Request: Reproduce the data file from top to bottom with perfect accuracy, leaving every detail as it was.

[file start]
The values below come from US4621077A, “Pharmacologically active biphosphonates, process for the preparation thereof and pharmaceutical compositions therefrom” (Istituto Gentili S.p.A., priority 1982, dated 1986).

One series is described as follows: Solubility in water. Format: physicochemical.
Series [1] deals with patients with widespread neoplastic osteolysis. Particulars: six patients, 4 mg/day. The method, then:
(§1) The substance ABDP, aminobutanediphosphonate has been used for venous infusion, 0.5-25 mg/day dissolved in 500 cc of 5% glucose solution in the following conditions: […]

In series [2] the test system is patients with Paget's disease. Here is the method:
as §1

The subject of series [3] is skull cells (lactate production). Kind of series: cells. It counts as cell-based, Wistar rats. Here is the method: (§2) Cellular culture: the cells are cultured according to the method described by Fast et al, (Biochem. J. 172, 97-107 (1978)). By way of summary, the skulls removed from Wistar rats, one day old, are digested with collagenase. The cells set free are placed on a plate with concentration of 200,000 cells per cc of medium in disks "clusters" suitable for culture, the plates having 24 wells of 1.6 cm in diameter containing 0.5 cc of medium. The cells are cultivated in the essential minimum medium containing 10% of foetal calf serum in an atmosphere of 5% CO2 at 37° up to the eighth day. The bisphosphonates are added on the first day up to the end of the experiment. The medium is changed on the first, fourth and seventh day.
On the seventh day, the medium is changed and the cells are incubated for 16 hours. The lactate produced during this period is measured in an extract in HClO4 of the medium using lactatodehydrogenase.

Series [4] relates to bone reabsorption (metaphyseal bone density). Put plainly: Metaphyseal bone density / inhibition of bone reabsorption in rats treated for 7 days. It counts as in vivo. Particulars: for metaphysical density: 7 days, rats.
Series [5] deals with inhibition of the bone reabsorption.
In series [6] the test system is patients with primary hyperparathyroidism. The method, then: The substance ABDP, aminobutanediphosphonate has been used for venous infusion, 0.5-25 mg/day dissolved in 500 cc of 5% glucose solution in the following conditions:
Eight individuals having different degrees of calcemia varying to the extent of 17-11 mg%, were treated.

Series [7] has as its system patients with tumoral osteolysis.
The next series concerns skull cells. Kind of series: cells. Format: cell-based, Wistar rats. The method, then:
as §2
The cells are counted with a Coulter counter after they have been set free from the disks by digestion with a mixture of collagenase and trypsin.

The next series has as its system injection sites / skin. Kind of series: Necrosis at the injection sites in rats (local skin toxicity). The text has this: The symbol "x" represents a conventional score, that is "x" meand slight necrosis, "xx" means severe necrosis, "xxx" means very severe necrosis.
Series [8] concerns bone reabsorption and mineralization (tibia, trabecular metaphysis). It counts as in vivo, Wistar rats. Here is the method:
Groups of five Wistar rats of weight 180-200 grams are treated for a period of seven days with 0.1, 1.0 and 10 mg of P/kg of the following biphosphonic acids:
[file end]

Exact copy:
The values below come from US4621077A, “Pharmacologically active biphosphonates, process for the preparation thereof and pharmaceutical compositions therefrom” (Istituto Gentili S.p.A., priority 1982, dated 1986).

One series is described as follows: Solubility in water. Format: physicochemical.
Series [1] deals with patients with widespread neoplastic osteolysis. Particulars: six patients, 4 mg/day. The method, then:
(§1) The substance ABDP, aminobutanediphosphonate has been used for venous infusion, 0.5-25 mg/day dissolved in 500 cc of 5% glucose solution in the following conditions: […]

In series [2] the test system is patients with Paget's disease. Here is the method:
as §1

The subject of series [3] is skull cells (lactate production). Kind of series: cells. It counts as cell-based, Wistar rats. Here is the method: (§2) Cellular culture: the cells are cultured according to the method described by Fast et al, (Biochem. J. 172, 97-107 (1978)). By way of summary, the skulls removed from Wistar rats, one day old, are digested with collagenase. The cells set free are placed on a plate with concentration of 200,000 cells per cc of medium in disks "clusters" suitable for culture, the plates having 24 wells of 1.6 cm in diameter containing 0.5 cc of medium. The cells are cultivated in the essential minimum medium containing 10% of foetal calf serum in an atmosphere of 5% CO2 at 37° up to the eighth day. The bisphosphonates are added on the first day up to the end of the experiment. The medium is changed on the first, fourth and seventh day.
On the seventh day, the medium is changed and the cells are incubated for 16 hours. The lactate produced during this period is measured in an extract in HClO4 of the medium using lactatodehydrogenase.

Series [4] relates to bone reabsorption (metaphyseal bone density). Put plainly: Metaphyseal bone density / inhibition of bone reabsorption in rats treated for 7 days. It counts as in vivo. Particulars: for metaphysical density: 7 days, rats.
Series [5] deals with inhibition of the bone reabsorption.
In series [6] the test system is patients with primary hyperparathyroidism. The method, then: The substance ABDP, aminobutanediphosphonate has been used for venous infusion, 0.5-25 mg/day dissolved in 500 cc of 5% glucose solution in the following conditions:
Eight individuals having different degrees of calcemia varying to the extent of 17-11 mg%, were treated.

Series [7] has as its system patients with tumoral osteolysis.
The next series concerns skull cells. Kind of series: cells. Format: cell-based, Wistar rats. The method, then:
as §2
The cells are counted with a Coulter counter after they have been set free from the disks by digestion with a mixture of collagenase and trypsin.

The next series has as its system injection sites / skin. Kind of series: Necrosis at the injection sites in rats (local skin toxicity). The text has this: The symbol "x" represents a conventional score, that is "x" meand slight necrosis, "xx" means severe necrosis, "xxx" means very severe necrosis.
Series [8] concerns bone reabsorption and mineralization (tibia, trabecular metaphysis). It counts as in vivo, Wistar rats. Here is the method:
Groups of five Wistar rats of weight 180-200 grams are treated for a period of seven days with 0.1, 1.0 and 10 mg of P/kg of the following biphosphonic acids: